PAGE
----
The paradox of this mercenary mentality is that there was always more than enough about Trump’s governing record, persona, and so forth to legitimately criticize. Which made the amount of energy the media dedicated to incessantly exaggerating or, in some cases, outright fabricating anti-Trump criticisms all the more bizarre. But “moral clarity” required interminably launching into five-alarm-fire mode over the most maximalist version of the threat Trump supposedly posed, with basic expectations of accuracy and proportionality tossed out the window.

How might we arrive at a journalistic ethic that rightly leaves hoary David Broderism in the dust, without giving itself completely over to “activism” imperatives, which can be just as distorting? “Activism versus advocacy” might be a helpful heuristic. The two categories could be distinguished in the following sense: a journalist can “advocate” a certain moral value or policy prescription, or even “advocate” supporting a certain political candidate, without prioritizing those “advocacy” goals to such an extent that consciously obscuring the truth and/or ignoring countervailing evidence becomes justified. Everybody’s got preferences, so you might as well just be open about them. The difference between “advocacy” and “activism” is that the latter gladly subordinates the prerogatives of journalism to the prerogatives of activism.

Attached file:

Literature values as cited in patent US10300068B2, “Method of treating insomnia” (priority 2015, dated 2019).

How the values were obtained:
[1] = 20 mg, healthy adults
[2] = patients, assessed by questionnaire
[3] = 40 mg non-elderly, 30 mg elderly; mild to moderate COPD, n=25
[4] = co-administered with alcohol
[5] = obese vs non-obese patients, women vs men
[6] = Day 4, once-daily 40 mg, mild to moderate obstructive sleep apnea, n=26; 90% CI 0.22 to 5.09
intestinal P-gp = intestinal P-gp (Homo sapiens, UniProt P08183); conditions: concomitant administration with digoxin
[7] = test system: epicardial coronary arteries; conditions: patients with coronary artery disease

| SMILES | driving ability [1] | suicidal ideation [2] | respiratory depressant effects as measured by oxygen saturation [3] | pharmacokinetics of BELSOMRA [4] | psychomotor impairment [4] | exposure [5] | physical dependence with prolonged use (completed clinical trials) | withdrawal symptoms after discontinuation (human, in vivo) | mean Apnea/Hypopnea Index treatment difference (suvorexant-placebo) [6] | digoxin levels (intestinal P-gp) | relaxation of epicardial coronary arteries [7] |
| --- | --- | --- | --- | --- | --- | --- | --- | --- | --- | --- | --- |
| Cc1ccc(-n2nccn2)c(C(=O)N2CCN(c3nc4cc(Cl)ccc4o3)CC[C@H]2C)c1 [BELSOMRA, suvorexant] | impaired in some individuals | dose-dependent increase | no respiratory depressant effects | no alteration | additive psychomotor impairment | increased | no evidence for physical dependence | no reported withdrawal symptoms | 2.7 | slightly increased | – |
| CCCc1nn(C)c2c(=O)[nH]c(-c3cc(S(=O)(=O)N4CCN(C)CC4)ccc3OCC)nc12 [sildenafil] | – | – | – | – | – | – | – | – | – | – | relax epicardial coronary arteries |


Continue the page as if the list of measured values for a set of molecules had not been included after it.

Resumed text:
Negative externalities of an excessively “activist” mindset could include, for example, fostering a political and media environment wherein journalists systematically fail to document the most widespread and destructive riots in the US in at least 50 years. Which, as my own reporting demonstrated, is exactly what happened last summer. If you doubt this, I’ll pose a question that I’ve posed again and again for the past nine months, with no satisfactory response ever received: have you seen any comprehensive accounts in a ‘prestigious’ national media outlet rigorously detailing the full nationwide impact of the Summer 2020 riots, pondering their long-term political and cultural significance, and otherwise ensuring that they are properly memorialized in the historical record?